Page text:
Brenda Sue Mullins died peacefully at home on October 2, 2017, surrounded by loved ones. She left us with warm, lifetime memories of her humor, wit and unique southern insight. Brenda was born on July 31, 1955 in Clintwood Virginia, to Mary Helen Fuller and Hilliard Harold Fuller. She graduated from Thomas Edison High School in Alexandria, Virginia in 1972.
Brenda loved telling the story of her earliest memory when her father, Harold, said, “I fell in love with you and then I fell in love with your mother.” In fact, the entire Fuller family — all ten of Harold’s siblings and parents — also fell in love with Brenda. Harold’s sisters liked to carry her around, to play with her like a doll, and to style her curly hair — the first curly hair they’d seen. Harold’s family was descended from the first settlers in the area that later became Dickenson County in the western reaches of Virginia – known to us northerners as the Appalachian Mountains. Farming, gathering wild plants, hunting wild game, logging, and later coal mining provided a living. When he was old enough, Harold followed his father into the coal mines. So Brenda started life as an Appalachian hillbilly and a coal miner’s daughter.
When Brenda was seven years old Helen and Harold took her and her brother, Dennis, to the Washington, D.C. area to make a better living for their family. Harold eventually joined the ironworkers union and as Brenda proudly told us, her father worked on commercial construction projects, including some of the iconic buildings around the Capitol Beltway such as the Kennedy Center for the Performing Arts and the renovation of the Old Post Office Pavilion.
Brenda learned her nurturing skills at an early age taking care of her two younger brothers. She eventually matured into an open, accepting and unpretentious adult, encouraging everyone she met to be themselves and making them feel comfortable in her presence by accepting them for who they are. One of her strengths was her skill in giving her undivided attention to whomever she was conversing with and making that person feel special. The truth is, Brenda did find something special in everyone she met and then her positive spirit, her sparkle and her ability to find humor in every situation endeared her to her new friends.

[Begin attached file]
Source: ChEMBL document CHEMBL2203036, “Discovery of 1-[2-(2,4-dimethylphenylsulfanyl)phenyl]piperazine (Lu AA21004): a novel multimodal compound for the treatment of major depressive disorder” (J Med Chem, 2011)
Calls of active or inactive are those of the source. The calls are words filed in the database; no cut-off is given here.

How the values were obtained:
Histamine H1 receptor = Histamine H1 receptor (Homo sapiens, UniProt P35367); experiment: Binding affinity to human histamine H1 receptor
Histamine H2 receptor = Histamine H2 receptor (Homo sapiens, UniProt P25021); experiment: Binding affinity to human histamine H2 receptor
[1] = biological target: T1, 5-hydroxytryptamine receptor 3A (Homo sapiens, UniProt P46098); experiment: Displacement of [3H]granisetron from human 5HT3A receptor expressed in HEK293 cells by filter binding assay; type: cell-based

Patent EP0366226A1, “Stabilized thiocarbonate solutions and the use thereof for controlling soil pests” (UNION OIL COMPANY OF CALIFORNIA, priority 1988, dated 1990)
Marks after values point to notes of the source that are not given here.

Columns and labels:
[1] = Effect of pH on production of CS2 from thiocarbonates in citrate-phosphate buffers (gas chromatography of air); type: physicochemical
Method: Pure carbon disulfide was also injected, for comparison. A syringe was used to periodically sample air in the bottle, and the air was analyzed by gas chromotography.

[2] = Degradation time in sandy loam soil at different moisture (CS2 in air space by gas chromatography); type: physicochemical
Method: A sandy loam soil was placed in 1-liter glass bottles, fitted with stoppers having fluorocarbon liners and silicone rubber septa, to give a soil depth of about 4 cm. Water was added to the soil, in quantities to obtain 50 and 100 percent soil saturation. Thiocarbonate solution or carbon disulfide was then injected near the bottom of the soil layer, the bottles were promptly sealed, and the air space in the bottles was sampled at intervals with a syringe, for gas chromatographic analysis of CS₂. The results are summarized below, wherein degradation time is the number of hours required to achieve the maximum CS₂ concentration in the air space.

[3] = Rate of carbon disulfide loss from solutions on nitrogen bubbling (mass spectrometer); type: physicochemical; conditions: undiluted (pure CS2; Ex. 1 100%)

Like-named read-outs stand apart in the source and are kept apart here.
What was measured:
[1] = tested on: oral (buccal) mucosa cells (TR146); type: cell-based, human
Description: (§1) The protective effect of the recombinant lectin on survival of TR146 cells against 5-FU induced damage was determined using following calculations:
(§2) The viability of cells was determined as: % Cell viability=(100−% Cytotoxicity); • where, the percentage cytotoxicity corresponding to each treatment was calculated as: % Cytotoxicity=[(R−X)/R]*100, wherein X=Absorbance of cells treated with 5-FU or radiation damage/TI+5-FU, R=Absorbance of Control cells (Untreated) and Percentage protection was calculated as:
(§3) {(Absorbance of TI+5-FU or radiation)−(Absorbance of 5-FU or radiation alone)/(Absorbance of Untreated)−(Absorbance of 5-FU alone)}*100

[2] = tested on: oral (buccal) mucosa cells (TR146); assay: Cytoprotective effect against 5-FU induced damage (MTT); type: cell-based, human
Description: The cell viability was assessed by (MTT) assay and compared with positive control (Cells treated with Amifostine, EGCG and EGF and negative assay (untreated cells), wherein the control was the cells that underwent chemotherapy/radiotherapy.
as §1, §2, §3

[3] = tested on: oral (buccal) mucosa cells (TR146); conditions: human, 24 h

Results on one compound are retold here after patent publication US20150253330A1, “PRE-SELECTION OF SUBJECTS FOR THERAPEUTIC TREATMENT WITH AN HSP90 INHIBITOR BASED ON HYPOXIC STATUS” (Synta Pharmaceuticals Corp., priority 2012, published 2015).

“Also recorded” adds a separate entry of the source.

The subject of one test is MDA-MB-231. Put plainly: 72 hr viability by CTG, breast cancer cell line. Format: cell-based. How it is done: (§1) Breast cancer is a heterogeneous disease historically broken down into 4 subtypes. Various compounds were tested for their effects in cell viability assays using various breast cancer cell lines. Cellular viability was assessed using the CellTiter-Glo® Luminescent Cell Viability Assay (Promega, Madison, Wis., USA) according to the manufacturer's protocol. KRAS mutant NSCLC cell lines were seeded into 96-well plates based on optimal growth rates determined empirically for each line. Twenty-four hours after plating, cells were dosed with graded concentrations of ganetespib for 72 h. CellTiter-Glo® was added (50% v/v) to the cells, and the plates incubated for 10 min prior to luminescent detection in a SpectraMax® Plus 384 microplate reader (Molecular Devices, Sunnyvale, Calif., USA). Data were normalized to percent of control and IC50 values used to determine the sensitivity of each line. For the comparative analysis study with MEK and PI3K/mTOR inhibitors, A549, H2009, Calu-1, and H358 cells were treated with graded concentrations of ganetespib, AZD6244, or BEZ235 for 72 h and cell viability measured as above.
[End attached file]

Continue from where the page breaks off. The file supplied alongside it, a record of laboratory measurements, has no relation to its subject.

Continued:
Brenda arrived on Martha’s Vineyard in 1984 with her husband John Gibson, their son John and joined her stepson Jim. With her infectious laughter, mischievous smile and a twinkle in her eye she was quickly accepted into John’s large loving family. Her kindness, generosity and upbeat personality continued to keep her in the family for the rest of her life. She worked at several jobs on the Island including MV Airport, Powers Electric, MV Electric and most recently Martha’s Vineyard Hospital. She spent many years volunteering her time to the Island community, mostly at the PA club on the Benevolent Committee, where she spent many hours fundraising for numerous worthy causes. Her favorite “job” was playing Mrs. Claus every year at the annual Christmas party for the local children. She enjoyed all of her jobs and never forgot a name or a person’s life story.
Brenda’s final gift to all of us who loved her was her acceptance, grace and courage in these last months. She showed us how to turn a tragedy into an inspirational journey of love, and laughter. She never lost her sense of humor or joy of living and kept us laughing until the end.
She is survived by her brothers Dennis W. Fuller and his significant other Amy of Woodbridge, Virginia, and Sam H. Fuller; her niece Elaine, nephews Sean and Justin of Glade Spring, Virginia. Her daughter Stacey Hibbitt, grandchildren Brandon Clay, Nikia and Victoria Johnson of Harper’s Ferry, West Virginia. Her son John Gibson, and Talia Rogers, grandchildren Eagan Gibson and Isaiah Geddis of Oak Bluffs. Grandchild Kylie Gibson and her Mom Ashley Hersman, of West Palm Beach, Florida. Stepson James Gibson and Brie Gibson, granddaughters Addison and Reese, of Sarasota,Florida and surrogate children Elyse and Ben Madeiras and Kristen MacLean all of Oak Bluffs.
Brenda also leaves a team of angels who came one day a week for the past few months: Donna Montesion, Diane Welch, Jenny Pye, Karen Jardin, Elyse Madeiras, and Tricia Bergeron as well as many extended family, friends and the Hospice team of Betsy Marshall and Rabbi Lori who surrounded her with love and comfort throughout her illness. In her usual unique way of looking at life, Brenda had her own “Going Away” party in August and therefore there will not be any services; she asked that anyone wanting to make a donation in her memory should do so to St Jude’s Hospital, The Benevolent Committee at the PA club, or any charity of your choice. Brenda was sure that Bruno Mars would also be left with a broken heart and asked us all to reach out to comfort him.